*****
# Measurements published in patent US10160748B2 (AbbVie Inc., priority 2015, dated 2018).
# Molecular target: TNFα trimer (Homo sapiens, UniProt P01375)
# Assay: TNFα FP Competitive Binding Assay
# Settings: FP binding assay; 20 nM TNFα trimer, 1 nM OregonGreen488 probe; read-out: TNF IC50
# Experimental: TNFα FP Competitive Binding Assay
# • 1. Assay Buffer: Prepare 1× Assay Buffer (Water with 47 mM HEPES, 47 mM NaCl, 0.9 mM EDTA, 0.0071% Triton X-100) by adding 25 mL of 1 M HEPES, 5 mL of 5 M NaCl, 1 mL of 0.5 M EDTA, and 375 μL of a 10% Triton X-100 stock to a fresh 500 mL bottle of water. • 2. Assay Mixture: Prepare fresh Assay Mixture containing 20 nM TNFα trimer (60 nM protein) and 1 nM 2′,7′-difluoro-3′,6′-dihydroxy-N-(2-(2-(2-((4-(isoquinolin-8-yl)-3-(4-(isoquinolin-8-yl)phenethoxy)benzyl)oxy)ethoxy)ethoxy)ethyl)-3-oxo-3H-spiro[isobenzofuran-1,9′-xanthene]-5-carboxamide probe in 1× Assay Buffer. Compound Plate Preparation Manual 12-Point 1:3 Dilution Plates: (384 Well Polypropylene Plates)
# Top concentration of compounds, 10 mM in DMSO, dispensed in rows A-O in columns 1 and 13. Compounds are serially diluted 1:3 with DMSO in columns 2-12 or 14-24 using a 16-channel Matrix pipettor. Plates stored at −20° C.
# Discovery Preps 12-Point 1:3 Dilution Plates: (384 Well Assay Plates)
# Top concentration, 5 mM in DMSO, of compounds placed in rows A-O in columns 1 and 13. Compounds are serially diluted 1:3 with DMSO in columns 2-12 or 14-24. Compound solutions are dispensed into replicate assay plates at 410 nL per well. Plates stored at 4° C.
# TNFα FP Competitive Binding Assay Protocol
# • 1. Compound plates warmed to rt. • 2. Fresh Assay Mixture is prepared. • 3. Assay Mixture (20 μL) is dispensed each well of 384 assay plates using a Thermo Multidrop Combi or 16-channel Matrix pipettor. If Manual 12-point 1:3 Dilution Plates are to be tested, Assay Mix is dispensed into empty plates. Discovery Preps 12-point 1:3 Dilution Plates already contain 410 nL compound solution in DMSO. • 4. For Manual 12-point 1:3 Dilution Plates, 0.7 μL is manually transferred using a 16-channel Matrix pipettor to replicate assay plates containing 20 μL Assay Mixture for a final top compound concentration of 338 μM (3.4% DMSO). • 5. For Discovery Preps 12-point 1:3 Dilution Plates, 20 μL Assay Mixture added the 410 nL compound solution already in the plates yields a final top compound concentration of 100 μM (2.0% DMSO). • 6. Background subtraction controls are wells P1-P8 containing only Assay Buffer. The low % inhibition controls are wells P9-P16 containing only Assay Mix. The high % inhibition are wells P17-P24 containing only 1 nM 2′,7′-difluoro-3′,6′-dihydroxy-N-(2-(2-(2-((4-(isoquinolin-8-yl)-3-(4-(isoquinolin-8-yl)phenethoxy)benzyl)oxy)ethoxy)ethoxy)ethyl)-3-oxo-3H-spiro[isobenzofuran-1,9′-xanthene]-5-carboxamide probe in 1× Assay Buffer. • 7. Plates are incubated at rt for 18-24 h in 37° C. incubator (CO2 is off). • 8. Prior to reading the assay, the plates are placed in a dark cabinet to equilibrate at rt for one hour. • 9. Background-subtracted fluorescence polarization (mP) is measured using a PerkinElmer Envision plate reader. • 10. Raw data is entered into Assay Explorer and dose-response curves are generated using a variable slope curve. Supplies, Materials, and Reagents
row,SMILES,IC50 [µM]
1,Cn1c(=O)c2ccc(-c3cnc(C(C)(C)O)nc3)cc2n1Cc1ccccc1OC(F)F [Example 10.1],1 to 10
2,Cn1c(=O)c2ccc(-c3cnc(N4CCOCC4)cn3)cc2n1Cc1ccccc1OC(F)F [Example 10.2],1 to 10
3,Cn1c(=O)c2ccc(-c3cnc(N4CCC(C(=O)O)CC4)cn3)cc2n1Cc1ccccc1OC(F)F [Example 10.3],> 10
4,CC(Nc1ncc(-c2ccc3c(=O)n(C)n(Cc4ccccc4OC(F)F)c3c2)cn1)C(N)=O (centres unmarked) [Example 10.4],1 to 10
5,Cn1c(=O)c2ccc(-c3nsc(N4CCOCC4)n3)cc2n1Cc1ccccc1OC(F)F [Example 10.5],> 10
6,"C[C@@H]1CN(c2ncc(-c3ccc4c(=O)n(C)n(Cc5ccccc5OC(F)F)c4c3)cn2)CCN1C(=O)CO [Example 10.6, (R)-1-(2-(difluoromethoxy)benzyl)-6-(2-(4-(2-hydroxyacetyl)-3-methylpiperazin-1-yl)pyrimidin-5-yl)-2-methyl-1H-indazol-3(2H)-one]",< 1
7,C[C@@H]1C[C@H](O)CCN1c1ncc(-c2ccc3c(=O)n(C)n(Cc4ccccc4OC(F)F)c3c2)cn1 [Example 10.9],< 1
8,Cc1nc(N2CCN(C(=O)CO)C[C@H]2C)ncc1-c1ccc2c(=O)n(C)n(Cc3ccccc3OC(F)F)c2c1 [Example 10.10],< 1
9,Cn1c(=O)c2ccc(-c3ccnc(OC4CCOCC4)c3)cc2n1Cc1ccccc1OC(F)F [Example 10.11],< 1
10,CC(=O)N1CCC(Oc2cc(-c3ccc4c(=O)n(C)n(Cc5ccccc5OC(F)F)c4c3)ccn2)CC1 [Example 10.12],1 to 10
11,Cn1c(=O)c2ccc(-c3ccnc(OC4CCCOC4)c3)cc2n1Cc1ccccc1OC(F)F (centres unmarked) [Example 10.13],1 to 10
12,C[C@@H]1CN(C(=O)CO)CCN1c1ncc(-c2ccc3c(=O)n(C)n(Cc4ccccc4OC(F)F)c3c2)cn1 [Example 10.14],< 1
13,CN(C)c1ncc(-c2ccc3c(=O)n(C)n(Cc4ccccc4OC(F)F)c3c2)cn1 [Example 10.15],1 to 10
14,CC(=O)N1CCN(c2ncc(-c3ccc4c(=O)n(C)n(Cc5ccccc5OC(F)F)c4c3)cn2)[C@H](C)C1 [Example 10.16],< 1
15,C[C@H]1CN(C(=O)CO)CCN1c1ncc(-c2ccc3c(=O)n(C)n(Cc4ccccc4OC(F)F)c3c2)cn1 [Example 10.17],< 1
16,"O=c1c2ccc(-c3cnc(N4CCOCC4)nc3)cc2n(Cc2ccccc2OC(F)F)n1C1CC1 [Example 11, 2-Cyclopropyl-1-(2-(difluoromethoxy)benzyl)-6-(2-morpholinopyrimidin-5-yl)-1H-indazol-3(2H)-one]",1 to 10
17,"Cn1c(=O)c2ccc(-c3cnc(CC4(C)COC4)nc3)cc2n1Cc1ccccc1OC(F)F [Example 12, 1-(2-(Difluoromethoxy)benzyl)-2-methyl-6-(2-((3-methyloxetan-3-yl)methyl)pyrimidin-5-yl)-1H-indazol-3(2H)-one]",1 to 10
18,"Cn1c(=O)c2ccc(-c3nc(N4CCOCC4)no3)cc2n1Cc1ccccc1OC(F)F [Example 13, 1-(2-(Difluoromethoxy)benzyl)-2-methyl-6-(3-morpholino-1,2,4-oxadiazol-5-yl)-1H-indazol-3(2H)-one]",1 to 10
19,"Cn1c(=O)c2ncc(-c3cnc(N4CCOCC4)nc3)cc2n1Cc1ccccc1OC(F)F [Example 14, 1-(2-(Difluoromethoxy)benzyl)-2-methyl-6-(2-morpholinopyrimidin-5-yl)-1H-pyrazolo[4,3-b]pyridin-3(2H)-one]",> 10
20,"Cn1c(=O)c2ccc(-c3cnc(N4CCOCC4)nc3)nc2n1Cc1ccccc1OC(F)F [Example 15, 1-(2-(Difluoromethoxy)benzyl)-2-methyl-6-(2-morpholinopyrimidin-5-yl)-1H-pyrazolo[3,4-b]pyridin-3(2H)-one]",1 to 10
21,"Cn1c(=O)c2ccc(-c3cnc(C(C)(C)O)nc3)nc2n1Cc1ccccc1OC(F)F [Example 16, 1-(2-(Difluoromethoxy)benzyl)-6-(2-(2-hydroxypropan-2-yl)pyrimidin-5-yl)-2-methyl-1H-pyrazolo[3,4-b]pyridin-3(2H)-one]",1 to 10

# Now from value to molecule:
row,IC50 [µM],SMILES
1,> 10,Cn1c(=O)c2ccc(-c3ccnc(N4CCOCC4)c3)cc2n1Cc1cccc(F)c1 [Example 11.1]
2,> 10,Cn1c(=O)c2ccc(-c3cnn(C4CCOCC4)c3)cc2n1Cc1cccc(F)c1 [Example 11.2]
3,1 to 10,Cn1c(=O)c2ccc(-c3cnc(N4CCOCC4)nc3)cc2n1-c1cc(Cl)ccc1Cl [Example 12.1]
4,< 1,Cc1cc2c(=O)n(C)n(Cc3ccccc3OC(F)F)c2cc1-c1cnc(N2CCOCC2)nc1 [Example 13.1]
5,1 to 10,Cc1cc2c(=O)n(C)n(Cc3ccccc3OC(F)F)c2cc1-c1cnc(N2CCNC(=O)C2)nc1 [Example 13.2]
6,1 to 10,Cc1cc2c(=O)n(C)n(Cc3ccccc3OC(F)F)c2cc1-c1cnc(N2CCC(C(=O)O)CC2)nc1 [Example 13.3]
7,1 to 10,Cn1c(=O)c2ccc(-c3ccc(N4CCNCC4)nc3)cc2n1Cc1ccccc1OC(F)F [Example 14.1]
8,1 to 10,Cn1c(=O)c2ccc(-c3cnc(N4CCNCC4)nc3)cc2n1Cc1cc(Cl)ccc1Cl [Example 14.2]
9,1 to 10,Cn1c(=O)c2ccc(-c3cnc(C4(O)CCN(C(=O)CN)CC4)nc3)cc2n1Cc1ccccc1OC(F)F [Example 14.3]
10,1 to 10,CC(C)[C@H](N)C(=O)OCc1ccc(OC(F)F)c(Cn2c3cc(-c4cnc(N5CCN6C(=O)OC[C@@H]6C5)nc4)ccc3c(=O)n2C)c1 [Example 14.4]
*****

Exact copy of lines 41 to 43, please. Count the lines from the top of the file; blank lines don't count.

6,1 to 10,Cc1cc2c(=O)n(C)n(Cc3ccccc3OC(F)F)c2cc1-c1cnc(N2CCC(C(=O)O)CC2)nc1 [Example 13.3]
7,1 to 10,Cn1c(=O)c2ccc(-c3ccc(N4CCNCC4)nc3)cc2n1Cc1ccccc1OC(F)F [Example 14.1]
8,1 to 10,Cn1c(=O)c2ccc(-c3cnc(N4CCNCC4)nc3)cc2n1Cc1cc(Cl)ccc1Cl [Example 14.2]